The synthesis of antibiotics and amino acids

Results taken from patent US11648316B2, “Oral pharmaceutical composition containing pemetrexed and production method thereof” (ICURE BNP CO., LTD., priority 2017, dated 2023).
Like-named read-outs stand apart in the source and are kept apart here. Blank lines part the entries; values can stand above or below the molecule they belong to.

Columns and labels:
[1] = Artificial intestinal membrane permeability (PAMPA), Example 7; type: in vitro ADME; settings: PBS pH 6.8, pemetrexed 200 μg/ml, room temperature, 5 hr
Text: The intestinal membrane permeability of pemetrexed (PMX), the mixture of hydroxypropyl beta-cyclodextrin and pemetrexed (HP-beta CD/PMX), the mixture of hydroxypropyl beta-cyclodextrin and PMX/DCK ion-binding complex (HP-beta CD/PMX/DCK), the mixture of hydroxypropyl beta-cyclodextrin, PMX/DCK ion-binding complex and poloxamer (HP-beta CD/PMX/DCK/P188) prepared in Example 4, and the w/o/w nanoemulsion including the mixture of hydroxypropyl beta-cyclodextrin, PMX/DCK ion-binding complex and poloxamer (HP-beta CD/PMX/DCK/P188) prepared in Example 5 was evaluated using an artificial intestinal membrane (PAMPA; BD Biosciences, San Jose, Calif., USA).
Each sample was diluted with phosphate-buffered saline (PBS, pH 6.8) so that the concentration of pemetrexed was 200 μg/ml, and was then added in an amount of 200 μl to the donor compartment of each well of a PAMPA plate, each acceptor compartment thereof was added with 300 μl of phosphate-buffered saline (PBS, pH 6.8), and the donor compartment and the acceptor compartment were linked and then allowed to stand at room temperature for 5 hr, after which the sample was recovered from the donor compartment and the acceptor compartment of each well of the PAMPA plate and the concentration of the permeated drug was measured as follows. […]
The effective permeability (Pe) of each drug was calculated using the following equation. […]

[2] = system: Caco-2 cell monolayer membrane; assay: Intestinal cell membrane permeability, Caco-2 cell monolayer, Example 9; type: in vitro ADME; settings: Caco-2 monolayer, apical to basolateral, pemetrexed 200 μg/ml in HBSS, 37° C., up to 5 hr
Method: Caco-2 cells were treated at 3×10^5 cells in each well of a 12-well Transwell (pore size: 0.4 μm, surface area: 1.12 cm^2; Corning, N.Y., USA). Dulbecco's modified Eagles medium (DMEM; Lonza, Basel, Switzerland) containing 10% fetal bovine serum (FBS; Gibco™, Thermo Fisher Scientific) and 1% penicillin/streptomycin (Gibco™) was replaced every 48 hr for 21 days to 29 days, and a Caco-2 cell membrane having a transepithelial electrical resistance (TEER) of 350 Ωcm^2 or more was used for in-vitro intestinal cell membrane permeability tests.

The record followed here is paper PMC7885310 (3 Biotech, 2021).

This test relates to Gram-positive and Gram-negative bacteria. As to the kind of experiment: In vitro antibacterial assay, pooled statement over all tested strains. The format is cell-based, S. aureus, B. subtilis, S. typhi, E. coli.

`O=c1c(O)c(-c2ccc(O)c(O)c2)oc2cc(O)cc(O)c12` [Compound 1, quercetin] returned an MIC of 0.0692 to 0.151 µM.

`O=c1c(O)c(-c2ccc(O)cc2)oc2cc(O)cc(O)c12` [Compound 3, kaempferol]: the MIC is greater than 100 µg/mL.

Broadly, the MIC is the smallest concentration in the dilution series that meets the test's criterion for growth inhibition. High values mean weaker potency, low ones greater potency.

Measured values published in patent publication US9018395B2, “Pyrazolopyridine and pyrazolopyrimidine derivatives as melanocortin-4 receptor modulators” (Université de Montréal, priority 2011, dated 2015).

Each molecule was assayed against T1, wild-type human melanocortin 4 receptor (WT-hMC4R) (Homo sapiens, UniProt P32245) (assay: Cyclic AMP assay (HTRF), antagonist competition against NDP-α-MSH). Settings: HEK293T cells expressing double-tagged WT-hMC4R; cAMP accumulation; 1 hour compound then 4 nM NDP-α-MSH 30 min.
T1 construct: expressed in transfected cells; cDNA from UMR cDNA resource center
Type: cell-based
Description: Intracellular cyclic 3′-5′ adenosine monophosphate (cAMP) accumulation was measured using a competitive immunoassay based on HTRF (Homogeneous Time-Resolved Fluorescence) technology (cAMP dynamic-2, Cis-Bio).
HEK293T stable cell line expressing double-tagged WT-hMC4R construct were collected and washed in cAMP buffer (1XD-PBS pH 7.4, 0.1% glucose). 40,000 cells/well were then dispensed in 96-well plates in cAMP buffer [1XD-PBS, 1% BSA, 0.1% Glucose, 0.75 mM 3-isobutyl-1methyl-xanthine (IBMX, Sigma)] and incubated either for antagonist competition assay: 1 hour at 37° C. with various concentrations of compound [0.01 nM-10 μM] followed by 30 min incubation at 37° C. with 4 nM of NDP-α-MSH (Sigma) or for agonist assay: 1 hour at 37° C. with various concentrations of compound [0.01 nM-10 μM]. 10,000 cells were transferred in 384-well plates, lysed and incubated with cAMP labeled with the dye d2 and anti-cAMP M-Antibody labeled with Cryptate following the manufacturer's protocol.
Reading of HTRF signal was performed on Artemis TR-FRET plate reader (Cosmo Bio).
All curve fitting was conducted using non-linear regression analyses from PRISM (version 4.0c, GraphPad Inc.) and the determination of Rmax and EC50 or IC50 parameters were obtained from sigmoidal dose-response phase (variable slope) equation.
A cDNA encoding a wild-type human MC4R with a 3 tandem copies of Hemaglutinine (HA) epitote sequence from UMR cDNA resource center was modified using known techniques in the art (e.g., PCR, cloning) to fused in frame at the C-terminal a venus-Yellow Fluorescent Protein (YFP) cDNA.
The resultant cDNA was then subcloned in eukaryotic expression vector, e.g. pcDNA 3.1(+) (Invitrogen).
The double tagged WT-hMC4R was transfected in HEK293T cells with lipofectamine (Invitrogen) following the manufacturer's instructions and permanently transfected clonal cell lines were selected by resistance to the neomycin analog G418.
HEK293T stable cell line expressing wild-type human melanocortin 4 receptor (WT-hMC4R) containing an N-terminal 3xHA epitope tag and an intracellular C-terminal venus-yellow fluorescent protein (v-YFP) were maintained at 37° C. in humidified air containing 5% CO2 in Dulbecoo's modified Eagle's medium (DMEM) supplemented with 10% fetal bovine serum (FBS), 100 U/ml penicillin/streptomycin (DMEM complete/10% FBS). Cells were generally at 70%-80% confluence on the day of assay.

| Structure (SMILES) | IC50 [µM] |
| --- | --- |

This thesis is divided into two parts: Part One describes synthetic approaches to the naturally occurring antibiotic Lactivicin (1) and its acylamino derivatives, involving the condensation of protected L-cycloserine with 2-oxoglutaric acid. The phenoxyacetyl-amino derivative (2) exhibited antibacterial activity. A method was developed for the selective deprotonation of the endocyclic amide of the protected cycloserine; the resulting anion was then quenched with various electrophiles. In this manner, the Lactivicin analogues (3) and (4) were prepared. Whilst (3) was biologically inactive, (4) showed appreciable antibacterial activity. [See pdf file for chemical structures (1)-(4)]. Part Two details the use of N-benzoylamino-2-bromoglycine methyl ester, a glycidyl radical precursor, as a novel a-amino acid synthon. Its synthetic utility in free radical reactions was demonstrated with 2-functionalised allylstannanes as allyl transfer reagents, to produce a range of substituted a-allylglycines. Using this procedure, the naturally occuring amino acid, 4-methyleneglutamic acid, was prepared in its racemic form. Studies on the extension of this methodology to the asymmetric synthesis of a-amino acids are also described. A synthesis of (alpha)-allenylglycine, a previously undocumented amino acid, was developed. The synthetic route involves the Lewis acid mediated reaction of propargyltriphenylstannane with N-benzoylyamino-2-bromoglycine methyl ester, followed by aqueous acidic deprotection.